Energy in Sweden

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Energy in Sweden describes energy and electricity production, consumption and import in Sweden. Electricity sector in Sweden is the main article of electricity in Sweden.

Overview[edit]

Energy in Sweden [1]
Capita Prim. energy Production Import Electricity CO2-emission
Million TWh TWh TWh TWh Mt
2004 8.99 627 408 236 138.7 52.2
2007 9.15 586 391 221 139.4 46.2
2008 9.26 577 387 229 137.1 45.9
2009 9.30 528 353 207 131.5 41.7
2010 9.38 596 390 229 140.1 47.6
2012 9.45 570 378 219 132.6 44.9
Change 2004–10 4.3 % -4.9 % -4.5 % -3.1 % -1.0  % -8.8 %
Mtoe = 11.63 TWh . Prim. energy includes energy losses that are 2/3 for nuclear power[2]

The emissions decline 7.7% in 2008–2009 was at least partly influenced by the European economic recession of 2008–2009 and not only by the sustainable changes in energy consumption. From 2008 to 2009 the change in the US was a 7.0% decline and in Canada was a 9.6% decline.[3]

A report was published in 2011 by the World Energy Council in association with Oliver Wyman, entitled Policies for the Future: 2011 Assessment of Country Energy and Climate Policies, which ranks country performance according to an energy sustainability index.[4] The best performers were Switzerland, Sweden and France.

Consumption[edit]

Buildings and the residential sector currently account for 40 percent of Sweden's energy consumption. Buildings have a long life-span. Thus energy efficiency is important for houses being built. Better energy efficiency for existing buildings is biggest challenge.[5]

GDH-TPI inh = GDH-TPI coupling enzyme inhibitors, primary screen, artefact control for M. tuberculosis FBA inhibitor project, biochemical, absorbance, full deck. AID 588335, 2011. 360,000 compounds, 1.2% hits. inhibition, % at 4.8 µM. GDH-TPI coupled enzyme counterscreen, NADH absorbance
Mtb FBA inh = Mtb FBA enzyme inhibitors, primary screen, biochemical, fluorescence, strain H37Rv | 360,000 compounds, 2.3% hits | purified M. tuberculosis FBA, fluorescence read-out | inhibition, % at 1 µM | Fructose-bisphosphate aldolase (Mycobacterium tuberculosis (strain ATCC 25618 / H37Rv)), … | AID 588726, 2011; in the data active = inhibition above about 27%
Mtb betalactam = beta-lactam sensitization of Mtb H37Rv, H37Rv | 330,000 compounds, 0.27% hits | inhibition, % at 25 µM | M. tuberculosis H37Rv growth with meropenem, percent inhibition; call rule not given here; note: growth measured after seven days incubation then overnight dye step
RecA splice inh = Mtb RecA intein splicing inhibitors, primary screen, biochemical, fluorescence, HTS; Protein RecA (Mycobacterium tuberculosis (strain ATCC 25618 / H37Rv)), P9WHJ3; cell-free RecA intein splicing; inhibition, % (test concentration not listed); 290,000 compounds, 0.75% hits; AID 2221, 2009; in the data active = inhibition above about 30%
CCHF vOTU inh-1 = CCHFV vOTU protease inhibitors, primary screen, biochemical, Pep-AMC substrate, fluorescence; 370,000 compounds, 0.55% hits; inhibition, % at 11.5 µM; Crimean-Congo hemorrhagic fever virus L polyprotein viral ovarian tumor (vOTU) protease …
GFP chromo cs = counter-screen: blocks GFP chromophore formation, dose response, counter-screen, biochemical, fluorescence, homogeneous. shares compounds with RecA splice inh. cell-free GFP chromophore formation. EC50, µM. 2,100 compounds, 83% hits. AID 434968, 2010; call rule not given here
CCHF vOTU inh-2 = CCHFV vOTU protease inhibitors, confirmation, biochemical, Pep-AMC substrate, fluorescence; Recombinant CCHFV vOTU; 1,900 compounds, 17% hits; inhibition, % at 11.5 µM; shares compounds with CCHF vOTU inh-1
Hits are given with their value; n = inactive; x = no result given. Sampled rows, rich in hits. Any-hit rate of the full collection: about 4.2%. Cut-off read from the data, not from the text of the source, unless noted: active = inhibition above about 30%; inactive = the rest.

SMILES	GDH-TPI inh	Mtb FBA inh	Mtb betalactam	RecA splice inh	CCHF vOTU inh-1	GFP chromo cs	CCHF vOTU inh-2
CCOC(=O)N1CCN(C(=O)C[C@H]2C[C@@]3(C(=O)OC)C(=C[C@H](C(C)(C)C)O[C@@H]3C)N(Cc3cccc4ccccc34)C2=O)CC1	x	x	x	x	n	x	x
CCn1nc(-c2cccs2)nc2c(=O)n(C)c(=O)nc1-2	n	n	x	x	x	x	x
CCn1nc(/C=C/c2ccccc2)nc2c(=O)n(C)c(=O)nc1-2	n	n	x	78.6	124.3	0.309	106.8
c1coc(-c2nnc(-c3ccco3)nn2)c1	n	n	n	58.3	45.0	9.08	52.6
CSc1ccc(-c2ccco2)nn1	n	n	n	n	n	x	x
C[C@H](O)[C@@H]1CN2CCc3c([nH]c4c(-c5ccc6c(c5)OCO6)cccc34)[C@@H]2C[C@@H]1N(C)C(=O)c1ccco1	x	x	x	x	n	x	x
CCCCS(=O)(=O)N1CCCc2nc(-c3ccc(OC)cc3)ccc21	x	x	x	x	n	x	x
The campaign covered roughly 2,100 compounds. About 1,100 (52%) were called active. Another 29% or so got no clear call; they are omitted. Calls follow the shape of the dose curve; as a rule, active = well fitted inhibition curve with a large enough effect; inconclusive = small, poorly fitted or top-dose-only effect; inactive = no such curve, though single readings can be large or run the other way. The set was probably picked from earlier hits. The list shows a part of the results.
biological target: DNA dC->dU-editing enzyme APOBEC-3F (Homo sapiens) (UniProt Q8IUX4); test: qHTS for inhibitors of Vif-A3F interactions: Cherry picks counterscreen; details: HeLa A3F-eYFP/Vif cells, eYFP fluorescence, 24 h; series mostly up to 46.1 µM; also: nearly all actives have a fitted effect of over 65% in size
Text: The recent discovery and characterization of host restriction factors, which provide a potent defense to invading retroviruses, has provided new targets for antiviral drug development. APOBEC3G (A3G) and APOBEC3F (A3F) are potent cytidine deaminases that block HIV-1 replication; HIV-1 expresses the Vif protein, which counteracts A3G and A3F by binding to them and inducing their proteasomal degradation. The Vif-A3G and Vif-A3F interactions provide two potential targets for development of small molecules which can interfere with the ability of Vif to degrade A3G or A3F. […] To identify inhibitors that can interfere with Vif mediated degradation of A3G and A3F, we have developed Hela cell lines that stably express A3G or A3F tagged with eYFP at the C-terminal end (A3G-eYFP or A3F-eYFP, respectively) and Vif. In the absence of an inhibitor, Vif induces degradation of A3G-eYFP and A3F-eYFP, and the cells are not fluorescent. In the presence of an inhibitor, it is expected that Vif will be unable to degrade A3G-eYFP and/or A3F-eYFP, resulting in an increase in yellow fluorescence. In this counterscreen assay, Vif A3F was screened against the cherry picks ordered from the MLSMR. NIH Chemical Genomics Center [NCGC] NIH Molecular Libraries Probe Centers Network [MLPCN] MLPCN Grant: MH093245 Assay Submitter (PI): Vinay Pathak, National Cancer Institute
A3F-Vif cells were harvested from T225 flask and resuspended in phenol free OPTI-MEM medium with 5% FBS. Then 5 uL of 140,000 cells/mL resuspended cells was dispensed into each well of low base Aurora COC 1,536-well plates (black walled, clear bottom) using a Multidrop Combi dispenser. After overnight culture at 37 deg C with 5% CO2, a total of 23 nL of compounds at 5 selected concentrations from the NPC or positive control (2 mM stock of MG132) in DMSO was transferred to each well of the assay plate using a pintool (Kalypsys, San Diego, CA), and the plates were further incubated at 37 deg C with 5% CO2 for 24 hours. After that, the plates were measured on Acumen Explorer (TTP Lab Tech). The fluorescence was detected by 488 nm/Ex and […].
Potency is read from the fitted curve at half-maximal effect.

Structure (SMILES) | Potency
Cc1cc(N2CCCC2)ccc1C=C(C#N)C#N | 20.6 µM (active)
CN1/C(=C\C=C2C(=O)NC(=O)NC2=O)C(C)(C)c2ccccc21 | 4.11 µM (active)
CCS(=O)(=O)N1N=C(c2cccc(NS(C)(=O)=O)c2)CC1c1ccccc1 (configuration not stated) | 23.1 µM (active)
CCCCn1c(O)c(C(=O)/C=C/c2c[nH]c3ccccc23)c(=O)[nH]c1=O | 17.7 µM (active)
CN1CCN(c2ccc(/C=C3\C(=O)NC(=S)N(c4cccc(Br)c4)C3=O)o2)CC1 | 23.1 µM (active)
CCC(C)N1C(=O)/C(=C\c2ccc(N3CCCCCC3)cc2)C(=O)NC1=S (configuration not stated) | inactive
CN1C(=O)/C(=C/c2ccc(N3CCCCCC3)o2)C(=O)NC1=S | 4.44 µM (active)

Renewable energy[edit]

The share of renewable energy in Sweden was 50 % in 2005 and 60 % in 2012.[6] In 2013 renewable energy investment was more than USD 1 billion in Sweden. [7] The share of renewable energy in per cent in Sweden was 48 % in 2012 and 38 % in 2000. The share of renewable energy 5 years average 2006-2010 was 45,6 % and 10 years average 2001-2010 was 42,7 %. The share of renewable energy in Sweden:[8]

1990 33 % 1995 36 % 2000 38 % 2005 41 % 2010 48 %

Wind power[edit]

Main article: Wind power in Sweden

Wind power accounted for 2.4% of the electricity production in Sweden in 2010, 5 % in 2012.[9][10]

Sweden has wind power potential of 510 TWh/a at land and 46 TWh/a at sea. [11] Consumption was 140 TWh of power in 2010.

In 2013 Sweden was second top country for wind power capacity per inhabitant in the world: 488 W per person.[12] In correlation one must note that Swedish use of energy per inhabitant is much higher than in average in the Europe.

EU and Sweden Wind Energy Capacity (MW)[13][14][15][16]
No Country 2012 2011 2010 2009 2008 2007 2006 2005 2004 2003 2002 2001 2000 1999 1998
- EU-27 105,696 93,957 84,074 74,767 64,712 56,517 48,069 40,511 34,383 28,599 23,159 17,315 12,887 9,678 6,453
8 Sweden 3,745 2,907 2,163 1,560 1,048 788 571 509 442 399 345 293 231 220 174

Wave power[edit]

Sweden has a wave power station outside Lysekil.

Hydroelectric power[edit]

Hydroelectric power accounts for more than half of energy production. More than 1900 power stations operate all over the country. Forty-five produce 100 MW and over, 17 produce 200 MW and over, and 6 produce 400 MW and over. The largest station, which is located on the upper Lule River, has a maximum production capacity of 977 MW. The Lule River is also the most productive river, with almost 18% of the Swedish installed effect. Almost all of the medium to large plants are located in northern Sweden.

Biofuels[edit]

Further information: Biofuel in Sweden

Sweden aims for a fossil fuel free vehicle fleet by 2030. [17]